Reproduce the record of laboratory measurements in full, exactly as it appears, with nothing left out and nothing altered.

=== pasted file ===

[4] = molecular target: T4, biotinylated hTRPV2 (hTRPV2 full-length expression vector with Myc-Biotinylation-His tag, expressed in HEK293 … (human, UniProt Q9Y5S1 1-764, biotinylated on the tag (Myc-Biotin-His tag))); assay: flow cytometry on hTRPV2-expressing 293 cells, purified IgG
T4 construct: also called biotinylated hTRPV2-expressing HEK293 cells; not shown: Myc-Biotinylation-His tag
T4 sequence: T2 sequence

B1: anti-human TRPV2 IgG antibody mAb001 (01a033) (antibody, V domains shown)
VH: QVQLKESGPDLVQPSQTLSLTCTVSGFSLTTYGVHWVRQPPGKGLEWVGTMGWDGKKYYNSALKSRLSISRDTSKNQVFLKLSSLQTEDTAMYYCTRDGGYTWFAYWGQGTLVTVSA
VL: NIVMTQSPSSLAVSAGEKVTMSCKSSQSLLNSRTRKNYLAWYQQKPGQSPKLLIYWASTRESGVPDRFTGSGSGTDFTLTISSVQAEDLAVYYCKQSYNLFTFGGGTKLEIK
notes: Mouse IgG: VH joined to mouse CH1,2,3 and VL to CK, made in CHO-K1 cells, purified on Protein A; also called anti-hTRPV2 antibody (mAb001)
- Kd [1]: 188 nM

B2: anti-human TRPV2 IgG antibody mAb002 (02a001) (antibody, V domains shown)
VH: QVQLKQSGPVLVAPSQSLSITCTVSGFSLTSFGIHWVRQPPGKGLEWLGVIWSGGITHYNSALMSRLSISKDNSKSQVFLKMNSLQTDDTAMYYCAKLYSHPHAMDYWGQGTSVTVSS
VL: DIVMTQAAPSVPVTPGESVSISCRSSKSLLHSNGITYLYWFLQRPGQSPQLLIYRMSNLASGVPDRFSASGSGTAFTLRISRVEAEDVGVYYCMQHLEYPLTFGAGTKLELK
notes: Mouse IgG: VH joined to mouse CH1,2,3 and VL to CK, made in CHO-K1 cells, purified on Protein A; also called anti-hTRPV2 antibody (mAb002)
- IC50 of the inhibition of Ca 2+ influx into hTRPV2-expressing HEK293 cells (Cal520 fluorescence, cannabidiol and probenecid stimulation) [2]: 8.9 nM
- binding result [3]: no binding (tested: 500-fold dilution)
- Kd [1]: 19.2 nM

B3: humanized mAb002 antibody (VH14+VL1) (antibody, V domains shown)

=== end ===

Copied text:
[4] = molecular target: T4, biotinylated hTRPV2 (hTRPV2 full-length expression vector with Myc-Biotinylation-His tag, expressed in HEK293 … (human, UniProt Q9Y5S1 1-764, biotinylated on the tag (Myc-Biotin-His tag))); assay: flow cytometry on hTRPV2-expressing 293 cells, purified IgG
T4 construct: also called biotinylated hTRPV2-expressing HEK293 cells; not shown: Myc-Biotinylation-His tag
T4 sequence: T2 sequence

B1: anti-human TRPV2 IgG antibody mAb001 (01a033) (antibody, V domains shown)
VH: QVQLKESGPDLVQPSQTLSLTCTVSGFSLTTYGVHWVRQPPGKGLEWVGTMGWDGKKYYNSALKSRLSISRDTSKNQVFLKLSSLQTEDTAMYYCTRDGGYTWFAYWGQGTLVTVSA
VL: NIVMTQSPSSLAVSAGEKVTMSCKSSQSLLNSRTRKNYLAWYQQKPGQSPKLLIYWASTRESGVPDRFTGSGSGTDFTLTISSVQAEDLAVYYCKQSYNLFTFGGGTKLEIK
notes: Mouse IgG: VH joined to mouse CH1,2,3 and VL to CK, made in CHO-K1 cells, purified on Protein A; also called anti-hTRPV2 antibody (mAb001)
- Kd [1]: 188 nM

B2: anti-human TRPV2 IgG antibody mAb002 (02a001) (antibody, V domains shown)
VH: QVQLKQSGPVLVAPSQSLSITCTVSGFSLTSFGIHWVRQPPGKGLEWLGVIWSGGITHYNSALMSRLSISKDNSKSQVFLKMNSLQTDDTAMYYCAKLYSHPHAMDYWGQGTSVTVSS
VL: DIVMTQAAPSVPVTPGESVSISCRSSKSLLHSNGITYLYWFLQRPGQSPQLLIYRMSNLASGVPDRFSASGSGTAFTLRISRVEAEDVGVYYCMQHLEYPLTFGAGTKLELK
notes: Mouse IgG: VH joined to mouse CH1,2,3 and VL to CK, made in CHO-K1 cells, purified on Protein A; also called anti-hTRPV2 antibody (mAb002)
- IC50 of the inhibition of Ca 2+ influx into hTRPV2-expressing HEK293 cells (Cal520 fluorescence, cannabidiol and probenecid stimulation) [2]: 8.9 nM
- binding result [3]: no binding (tested: 500-fold dilution)
- Kd [1]: 19.2 nM

B3: humanized mAb002 antibody (VH14+VL1) (antibody, V domains shown)